This gorgeous 23m² self-built cabin isn’t a tiny house in the sense of being a tiny pavilion form nor a bach but, rather, a camp-like dwelling that sits somewhere in between. Its’ roof seemingly floats over the top of a pair of boxes designed for living and sleeping, with an outdoor kitchen and dining space sitting in between.
A retreat from urban living, this simple and sustainable dwelling was designed by Wellington practice Patchwork Architecture for a rural property near Waipu Cove, north of Auckland, owned by renowned New Zealand photographer Simon Wilson.
Patchwork has designed the cabin so Simon could build it himself, so it needed to be easy and inexpensive to construct and, then, sustainable to run – with rainwater harvesting and solar panels that generate off-grid electricity. “We wanted to make the building so simple that practically anyone could do it,” explains Ben Mitchell-Anyon, a director at Patchwork Architecture. “Plus, Simon is a handy guy; he had already had some building experience and he’s just one of those people who can pick up an idea from YouTube and run with it.”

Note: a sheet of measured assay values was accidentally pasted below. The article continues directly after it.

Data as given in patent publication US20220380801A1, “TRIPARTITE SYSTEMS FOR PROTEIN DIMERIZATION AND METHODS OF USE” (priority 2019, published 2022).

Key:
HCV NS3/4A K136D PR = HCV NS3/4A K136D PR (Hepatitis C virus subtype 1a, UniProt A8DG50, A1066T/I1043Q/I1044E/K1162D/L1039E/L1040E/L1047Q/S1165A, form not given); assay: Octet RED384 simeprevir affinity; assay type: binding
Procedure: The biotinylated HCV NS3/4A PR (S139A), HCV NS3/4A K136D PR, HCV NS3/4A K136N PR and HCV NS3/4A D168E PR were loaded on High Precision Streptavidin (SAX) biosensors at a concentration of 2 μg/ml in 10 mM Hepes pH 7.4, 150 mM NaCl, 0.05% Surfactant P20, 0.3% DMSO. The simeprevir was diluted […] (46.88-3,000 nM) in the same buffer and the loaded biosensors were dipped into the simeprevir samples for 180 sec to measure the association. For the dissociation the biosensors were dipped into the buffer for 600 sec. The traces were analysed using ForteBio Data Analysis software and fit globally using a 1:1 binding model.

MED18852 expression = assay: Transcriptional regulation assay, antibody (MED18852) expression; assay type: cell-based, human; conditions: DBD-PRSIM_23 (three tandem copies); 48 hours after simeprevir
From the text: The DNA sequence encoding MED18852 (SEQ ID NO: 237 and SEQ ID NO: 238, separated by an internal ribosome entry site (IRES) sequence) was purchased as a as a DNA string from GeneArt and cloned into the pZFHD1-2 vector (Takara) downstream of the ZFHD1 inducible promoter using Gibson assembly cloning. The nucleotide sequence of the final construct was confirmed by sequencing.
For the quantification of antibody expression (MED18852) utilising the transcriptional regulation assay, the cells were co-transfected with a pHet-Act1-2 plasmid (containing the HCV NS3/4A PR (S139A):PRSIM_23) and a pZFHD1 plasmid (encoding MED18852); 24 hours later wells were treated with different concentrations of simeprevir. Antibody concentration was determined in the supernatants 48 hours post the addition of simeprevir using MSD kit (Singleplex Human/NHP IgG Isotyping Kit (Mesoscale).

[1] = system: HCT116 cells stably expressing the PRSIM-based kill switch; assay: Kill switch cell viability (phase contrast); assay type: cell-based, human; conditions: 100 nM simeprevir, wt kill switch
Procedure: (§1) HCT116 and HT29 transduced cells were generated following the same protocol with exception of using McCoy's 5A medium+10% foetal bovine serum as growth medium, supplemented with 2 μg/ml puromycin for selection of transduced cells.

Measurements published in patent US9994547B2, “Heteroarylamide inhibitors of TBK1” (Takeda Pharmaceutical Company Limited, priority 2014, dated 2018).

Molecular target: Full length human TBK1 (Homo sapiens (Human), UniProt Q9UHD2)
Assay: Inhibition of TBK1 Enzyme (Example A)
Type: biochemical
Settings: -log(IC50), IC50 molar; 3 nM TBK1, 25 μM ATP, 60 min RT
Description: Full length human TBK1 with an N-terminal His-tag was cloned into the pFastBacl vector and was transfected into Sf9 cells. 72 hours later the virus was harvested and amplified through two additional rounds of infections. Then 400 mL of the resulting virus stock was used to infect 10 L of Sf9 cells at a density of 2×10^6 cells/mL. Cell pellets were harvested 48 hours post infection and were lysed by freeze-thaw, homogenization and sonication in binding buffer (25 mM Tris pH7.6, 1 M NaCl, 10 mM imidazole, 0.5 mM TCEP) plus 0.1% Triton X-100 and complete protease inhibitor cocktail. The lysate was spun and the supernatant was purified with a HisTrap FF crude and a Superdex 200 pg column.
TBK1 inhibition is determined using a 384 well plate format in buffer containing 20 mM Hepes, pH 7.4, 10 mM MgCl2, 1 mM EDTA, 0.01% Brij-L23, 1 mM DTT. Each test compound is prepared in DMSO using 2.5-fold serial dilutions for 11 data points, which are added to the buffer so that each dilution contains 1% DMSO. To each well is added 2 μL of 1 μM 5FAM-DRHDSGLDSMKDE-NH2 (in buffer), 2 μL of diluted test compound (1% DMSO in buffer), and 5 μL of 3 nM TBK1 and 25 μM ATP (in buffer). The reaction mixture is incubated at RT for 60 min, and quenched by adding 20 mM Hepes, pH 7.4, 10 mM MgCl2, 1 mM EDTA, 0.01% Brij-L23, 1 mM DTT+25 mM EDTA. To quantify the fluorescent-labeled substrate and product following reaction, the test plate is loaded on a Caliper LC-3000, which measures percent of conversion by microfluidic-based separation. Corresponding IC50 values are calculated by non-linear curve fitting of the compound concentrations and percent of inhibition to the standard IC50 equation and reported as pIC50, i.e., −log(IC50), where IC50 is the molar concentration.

Nestled among the totara trees, just a short walk from the proposed site of the tiny home, a composting toilet and a shower area were already in place as the family had been using the property as a camping ground for holidays – with caravans, tents pitches and so on. Inspiration for the cabin design came from the caravans you see with a canopy over the top and a separate ablutions block.
The beautiful 100,000m² site features gentle open rolling grassland, a stream and dammed pond, and several totara trees and other natives that offer some enclosure to the cabin. “It’s a home that forces you to live outdoors. Simon and his family wanted a summer cabin for this reason – a holiday home for outdoor living that would help them to use the land more often, without the need for a full bach.”
With four large, salvaged cedar sliding doors as a starting point for the design, Ben worked from his Whanganui-based studio to create a simple design that could be built by a lay builder. “Before I even began, Simon had already painstakingly scraped back the old 3m-wide cedar doors and the idea was that they would form a good basis for the design going forward.”
The result is a cabin consisting of two macrocarpa-clad insulated boxes, each with a 10m² footprint. One box is a living space while the other is for sleeping, and the space in between is covered by a large roof that encloses the three spaces and provides shelter for the semi-outdoor kitchen, dining area and lockable storage space. “The kitchen has a barbeque and gas bottles but it’s nothing fancy,” says Ben. “This area has been designed so you can follow the sun or shade depending on the time of day and, then, retreat back into the cabin when you want to go to bed.”